Re: basic thread question

Discussion in 'Python' started by Derek Martin, Aug 18, 2009.

  1. Derek Martin

    Derek Martin Guest

    On Tue, Aug 18, 2009 at 03:10:15PM -0500, Derek Martin wrote:
    > I have some simple threaded code... If I run this
    > with an arg of 1 (start one thread), it pegs one cpu, as I would
    > expect. If I run it with an arg of 2 (start 2 threads), it uses both
    > CPUs, but utilization of both is less than 50%. Can anyone explain
    > why?


    Ah, searching while waiting for an answer (the e-mail gateway is a bit
    slow, it seems...) I discovered that the GIL is the culprate.
    Evidently this question comes up a lot. It would probably save a lot
    of time on the part of those who answer questions here, as well as
    those implementing solutions in Python, if whoever is maintaining the
    docs these days would put a blurb about this in the docs in big bold
    letters... Concurrency being perhaps the primary reason to use
    threading, essentially it means that Python is not useful for the
    sorts of problems that one would be inclined to solve they way my code
    works (or rather, was meant to). It would be very helpful to know
    that *before* one tried to implement a solution that way... especially
    for solutions significantly less trivial than mine. ;-)

    Thanks

    --
    Derek D. Martin
    http://www.pizzashack.org/
    GPG Key ID: 0x81CFE75D


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    Derek Martin, Aug 18, 2009
    #1
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  2. Derek Martin

    birdsong Guest

    On Aug 18, 3:18 pm, Derek Martin <> wrote:
    > On Tue, Aug 18, 2009 at 03:10:15PM -0500, Derek Martin wrote:
    > > I have some simple threaded code...  If I run this
    > > with an arg of 1 (start one thread), it pegs one cpu, as I would
    > > expect.  If I run it with an arg of 2 (start 2 threads), it uses both
    > > CPUs, but utilization of both is less than 50%.  Can anyone explain
    > > why?  

    >
    > Ah, searching while waiting for an answer (the e-mail gateway is a bit
    > slow, it seems...) I discovered that the GIL is the culprate.
    > Evidently this question comes up a lot.  It would probably save a lot
    > of time on the part of those who answer questions here, as well as
    > those implementing solutions in Python, if whoever is maintaining the
    > docs these days would put a blurb about this in the docs in big bold
    > letters...  Concurrency being perhaps the primary reason to use
    > threading, essentially it means that Python is not useful for the
    > sorts of problems that one would be inclined to solve they way my code
    > works (or rather, was meant to).  It would be very helpful to know
    > that *before* one tried to implement a solution that way... especially
    > for solutions significantly less trivial than mine. ;-)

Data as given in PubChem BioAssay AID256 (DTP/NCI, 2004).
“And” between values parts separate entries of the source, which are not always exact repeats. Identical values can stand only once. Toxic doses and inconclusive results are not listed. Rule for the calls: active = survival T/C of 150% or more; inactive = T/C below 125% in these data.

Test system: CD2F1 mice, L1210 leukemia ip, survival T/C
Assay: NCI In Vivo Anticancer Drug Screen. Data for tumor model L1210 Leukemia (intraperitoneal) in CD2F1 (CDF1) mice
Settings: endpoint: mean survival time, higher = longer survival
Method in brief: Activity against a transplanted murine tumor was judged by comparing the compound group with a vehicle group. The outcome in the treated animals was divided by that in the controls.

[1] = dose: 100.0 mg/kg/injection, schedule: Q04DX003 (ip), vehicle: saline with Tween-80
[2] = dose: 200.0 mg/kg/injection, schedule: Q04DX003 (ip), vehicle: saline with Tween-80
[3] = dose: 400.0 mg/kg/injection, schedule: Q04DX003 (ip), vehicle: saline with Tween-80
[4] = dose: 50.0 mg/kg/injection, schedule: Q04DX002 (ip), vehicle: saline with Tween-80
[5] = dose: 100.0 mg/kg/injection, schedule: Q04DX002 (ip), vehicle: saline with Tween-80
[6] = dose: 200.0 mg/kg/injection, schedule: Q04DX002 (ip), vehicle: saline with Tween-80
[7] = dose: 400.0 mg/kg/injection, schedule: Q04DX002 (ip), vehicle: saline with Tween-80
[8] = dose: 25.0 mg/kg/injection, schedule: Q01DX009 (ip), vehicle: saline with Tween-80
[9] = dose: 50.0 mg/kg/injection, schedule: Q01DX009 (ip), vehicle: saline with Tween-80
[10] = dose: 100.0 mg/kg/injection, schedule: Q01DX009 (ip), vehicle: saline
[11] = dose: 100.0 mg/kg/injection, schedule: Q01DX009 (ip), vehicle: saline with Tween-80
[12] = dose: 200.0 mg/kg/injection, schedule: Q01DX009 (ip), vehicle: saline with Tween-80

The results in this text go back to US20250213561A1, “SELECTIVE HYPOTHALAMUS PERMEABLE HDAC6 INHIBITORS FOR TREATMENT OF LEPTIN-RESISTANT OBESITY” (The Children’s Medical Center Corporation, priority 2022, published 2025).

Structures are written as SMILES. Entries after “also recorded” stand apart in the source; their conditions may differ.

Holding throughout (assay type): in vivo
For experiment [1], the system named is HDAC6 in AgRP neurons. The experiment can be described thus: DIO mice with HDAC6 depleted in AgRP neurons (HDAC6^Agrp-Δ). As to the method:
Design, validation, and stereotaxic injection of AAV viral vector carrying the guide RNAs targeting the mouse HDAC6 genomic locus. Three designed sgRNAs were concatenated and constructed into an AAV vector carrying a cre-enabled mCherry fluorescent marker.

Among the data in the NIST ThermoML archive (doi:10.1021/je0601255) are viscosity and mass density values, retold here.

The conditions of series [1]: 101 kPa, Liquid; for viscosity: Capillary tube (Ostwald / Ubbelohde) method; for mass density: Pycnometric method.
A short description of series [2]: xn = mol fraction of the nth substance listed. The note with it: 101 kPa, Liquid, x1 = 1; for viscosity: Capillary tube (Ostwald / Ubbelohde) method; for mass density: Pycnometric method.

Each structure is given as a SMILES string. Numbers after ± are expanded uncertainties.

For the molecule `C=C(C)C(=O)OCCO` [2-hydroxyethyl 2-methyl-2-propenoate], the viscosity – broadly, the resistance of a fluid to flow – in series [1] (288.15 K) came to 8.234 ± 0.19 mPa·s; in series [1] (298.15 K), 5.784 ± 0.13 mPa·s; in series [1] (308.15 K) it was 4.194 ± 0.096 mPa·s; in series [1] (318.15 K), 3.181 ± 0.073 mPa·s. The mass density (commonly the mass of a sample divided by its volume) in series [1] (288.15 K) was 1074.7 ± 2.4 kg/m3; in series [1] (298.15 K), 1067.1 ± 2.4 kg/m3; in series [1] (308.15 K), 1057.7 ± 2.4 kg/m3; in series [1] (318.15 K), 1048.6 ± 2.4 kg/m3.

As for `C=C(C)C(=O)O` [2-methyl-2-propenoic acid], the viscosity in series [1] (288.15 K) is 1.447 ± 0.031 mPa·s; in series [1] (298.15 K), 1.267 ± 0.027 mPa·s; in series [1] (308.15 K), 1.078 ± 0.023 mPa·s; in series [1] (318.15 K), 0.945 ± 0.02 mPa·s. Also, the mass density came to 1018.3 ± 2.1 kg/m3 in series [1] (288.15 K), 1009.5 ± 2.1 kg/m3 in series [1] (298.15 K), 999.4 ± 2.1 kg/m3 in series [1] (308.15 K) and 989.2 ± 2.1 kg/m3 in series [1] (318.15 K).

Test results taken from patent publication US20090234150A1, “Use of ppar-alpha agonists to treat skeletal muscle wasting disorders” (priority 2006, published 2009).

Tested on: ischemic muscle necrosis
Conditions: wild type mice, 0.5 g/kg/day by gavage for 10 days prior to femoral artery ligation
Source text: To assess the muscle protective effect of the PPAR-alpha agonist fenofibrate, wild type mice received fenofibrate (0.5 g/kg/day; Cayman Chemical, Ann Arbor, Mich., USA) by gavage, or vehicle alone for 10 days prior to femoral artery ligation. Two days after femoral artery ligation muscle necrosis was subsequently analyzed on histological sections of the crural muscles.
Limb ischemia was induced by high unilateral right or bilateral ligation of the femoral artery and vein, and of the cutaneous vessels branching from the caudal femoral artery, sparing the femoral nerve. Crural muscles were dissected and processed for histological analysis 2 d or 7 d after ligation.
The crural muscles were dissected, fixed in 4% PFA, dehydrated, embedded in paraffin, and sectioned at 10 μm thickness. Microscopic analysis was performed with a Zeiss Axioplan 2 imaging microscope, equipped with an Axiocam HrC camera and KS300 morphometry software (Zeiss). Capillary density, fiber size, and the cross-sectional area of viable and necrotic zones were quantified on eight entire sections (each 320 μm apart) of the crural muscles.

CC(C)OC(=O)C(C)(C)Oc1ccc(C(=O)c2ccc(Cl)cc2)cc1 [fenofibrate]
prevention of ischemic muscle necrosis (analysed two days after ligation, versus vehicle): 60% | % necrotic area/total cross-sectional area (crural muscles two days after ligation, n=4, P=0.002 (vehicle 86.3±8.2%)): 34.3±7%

>
    > Thanks
    >
    > --
    > Derek D. Martinhttp://www.pizzashack.org/
    > GPG Key ID: 0x81CFE75D
    >
    >  application_pgp-signature_part
    > < 1KViewDownload


    I would still watch that video which will explain a bit more about the
    GIL.
    birdsong, Aug 19, 2009
    #2
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  3. Derek Martin

    Sean DiZazzo Guest

    On Aug 18, 4:58 pm, birdsong <> wrote:
    > On Aug 18, 3:18 pm, Derek Martin <> wrote:
    >
    >
    >
    > > On Tue, Aug 18, 2009 at 03:10:15PM -0500, Derek Martin wrote:
    > > > I have some simple threaded code...  If I run this
    > > > with an arg of 1 (start one thread), it pegs one cpu, as I would
    > > > expect.  If I run it with an arg of 2 (start 2 threads), it uses both
    > > > CPUs, but utilization of both is less than 50%.  Can anyone explain
    > > > why?  

    >
    > > Ah, searching while waiting for an answer (the e-mail gateway is a bit
    > > slow, it seems...) I discovered that the GIL is the culprate.
    > > Evidently this question comes up a lot.  It would probably save a lot
    > > of time on the part of those who answer questions here, as well as
    > > those implementing solutions in Python, if whoever is maintaining the
    > > docs these days would put a blurb about this in the docs in big bold
    > > letters...  Concurrency being perhaps the primary reason to use
    > > threading, essentially it means that Python is not useful for the
    > > sorts of problems that one would be inclined to solve they way my code
    > > works (or rather, was meant to).  It would be very helpful to know
    > > that *before* one tried to implement a solution that way... especially
    > > for solutions significantly less trivial than mine. ;-)

    >
    > > Thanks

    >
    > > --
    > > Derek D. Martinhttp://www.pizzashack.org/
    > > GPG Key ID: 0x81CFE75D

    >
    > >  application_pgp-signature_part
    > > < 1KViewDownload

    >
    > I would still watch that video which will explain a bit more about the
    > GIL.


    Thank you for the video! It's good to know, but it raises lots of
    other questions in my mind. Lots of examples would have helped.

    ~Sean
    Sean DiZazzo, Aug 20, 2009
    #3
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